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Posts tagged 'Rufus Wainwright'

New Works on PSNY: Knight, Wainwright, Cerrone

One characteristic about the idea of "New Music" is that it is always, in some way, new. But this newness is spread out over a few key milestones: a "double bar-line", when the composer finishes the work; a first performance; a recording release; regional premieres across the world. A major milestone, often overlooked, is the availability of performance materials—a score and parts—so that the work can travel. We're featuring here newly published works by three composers—Adrian Knight, Rufus Wainwright and Christopher Cerrone

A few months ago, we wrote about Adrian Knight's Obsessions, a long-form commission by pianist R. Andrew Lee that was released on Irritable Hedgehog records before two East-coast performances in New York and Boston. Knight's work echoes Feldman, Dennis Johnson, and even hints of Bartok's Mikrokosmos in its simplicity and peripatetic repetition. And now, the full score of this mesmerizing work is available to the public. 

We have also recently published another work that is intimately connected to its composer and performer: Rufus Wainwright's Five Shakespeare Sonnets, in both a piano/vocal score and a score of the full orchestration made for the San Francisco Symphony in 2010. Wainwright first set Sonnet 29 in 2002, and in 2009 was asked to set several more for a collaboration with director Robert Wilson at the Berliner Ensemble. (Wainwright also recorded several of these sonnets on his 2010 album, All Days Are Nights: Songs for Lulu.) Most recently, Wainwright has released a full studio album of sonnet settings to mark the 400th anniversary of Shakespeare's death. Needless to say, the ability to read through Wainwright's genius songwriting and lush orchestration is a true gift, for singers and fans alike. Check out Wainwright performing Sonnet 20, part of the published set, below:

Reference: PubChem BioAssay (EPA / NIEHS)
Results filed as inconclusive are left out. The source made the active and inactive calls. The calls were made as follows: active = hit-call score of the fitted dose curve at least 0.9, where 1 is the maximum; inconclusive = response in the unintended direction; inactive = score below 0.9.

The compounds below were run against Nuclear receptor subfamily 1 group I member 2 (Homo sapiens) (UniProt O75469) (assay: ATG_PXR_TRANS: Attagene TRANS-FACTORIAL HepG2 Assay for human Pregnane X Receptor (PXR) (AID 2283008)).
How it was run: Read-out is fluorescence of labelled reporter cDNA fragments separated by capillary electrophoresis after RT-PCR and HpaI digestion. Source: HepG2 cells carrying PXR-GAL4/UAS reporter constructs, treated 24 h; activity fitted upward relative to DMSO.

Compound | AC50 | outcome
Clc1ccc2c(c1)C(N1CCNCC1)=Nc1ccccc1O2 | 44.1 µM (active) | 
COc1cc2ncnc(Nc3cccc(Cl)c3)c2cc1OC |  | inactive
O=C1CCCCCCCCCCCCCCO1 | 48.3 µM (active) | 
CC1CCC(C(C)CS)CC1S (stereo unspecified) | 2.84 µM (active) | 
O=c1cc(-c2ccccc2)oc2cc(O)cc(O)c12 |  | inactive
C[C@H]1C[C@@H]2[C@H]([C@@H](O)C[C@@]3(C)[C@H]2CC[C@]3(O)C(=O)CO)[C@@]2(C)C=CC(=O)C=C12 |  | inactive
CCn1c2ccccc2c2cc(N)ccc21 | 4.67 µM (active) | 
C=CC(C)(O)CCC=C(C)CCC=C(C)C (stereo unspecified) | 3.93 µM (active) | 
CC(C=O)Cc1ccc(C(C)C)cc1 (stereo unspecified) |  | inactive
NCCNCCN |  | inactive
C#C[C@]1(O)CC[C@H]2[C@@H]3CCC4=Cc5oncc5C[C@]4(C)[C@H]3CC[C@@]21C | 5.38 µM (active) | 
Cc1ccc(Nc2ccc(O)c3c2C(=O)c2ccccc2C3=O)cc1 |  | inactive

We end this post by featuring two works by composer Christopher Cerrone: South Catalina and The Branch Will Not Break. Commissioned by eighth blackbird for their remarkable Hand Eye album, South Catalina finds Cerrone reflecting on the city of Los Angeles and the installation-art piece Swarm, by rAndom International. The Branch Will Not Break was commissioned by Present Music for their annual Thanksgiving Concert, and features seven movements for vocal ensemble and ten instrumentalists that pull from the poems of James Wright and from Cerrone's own experience with the midwest. 

Check out eighth blackbird's premiere recording of South Catalina below. 

Rufus Wainwright's "Prima Donna" on Deutsche Grammophon

Deutsche Grammophon has released the debut recording of Grammy-award winning songwriter and composer Rufus Wainwright's premiere opera, Prima Donna. The album features soprano Janis Kelly, who originated the title role at the opera's premiere at the Manchester International Festival. Praised as a “singing actress of near genius” (Sunday Times), Kelly’s experience with operatic repertoire of the past and present is fitting for Wainwright’s operatic ambition and ideals.

Prima Donna tells the story of an opera singer at the end of her celebrated career as she reminisces and muses about what may come afterward. Wainwright explains that for years he had been searching for a suitable story:

[One] that wasn't a saga involving a chorus and insane costumes... [Suddenly] a story fell into my lap, after watching an interview with Maria Callas. The opera is not about her, but it is about the persona of an opera star; it is a day in the life of an opera singer...the subtle shifts of a woman's heart; the grave consequences of little actions...

Though Wainwright's inspiration and musical language draws heavily from grand romantic opera, particularly recalling the grandiose elements of stage works by Richard Strauss, his lyrical flair and dramatic pacing is distinctly his own. The recording prominently features lush and energetic playing by the BBC Symphony Orchestra. The winds are heard in playful passages as well as soaring lyrical moments, and the flute has a noticeable presence recalling familiar usage in Mozart and Verdi’s operatic works. The writing for the strings is highly effective, with exquisite emotional phrasing and color that enhance the opera's throttling moments and embellish the drama in ways recalling Wagner. The final interlude in Prima Donna is a beautiful melodramatic feast of strings with a striking violin solo that crystalizes the opera's potent emotional elements.

Alongside soprano Janis Kelly, the two-disc release features soprano Kathryn Guthrie, tenor Antonio Figueroa and baritone Richard Morrison with Jayce Ogren leading the BBC Symphony Orchestra. Copies of the full score as well as the vocal score (for both the full and concert versions of the work) are available from PSNY.

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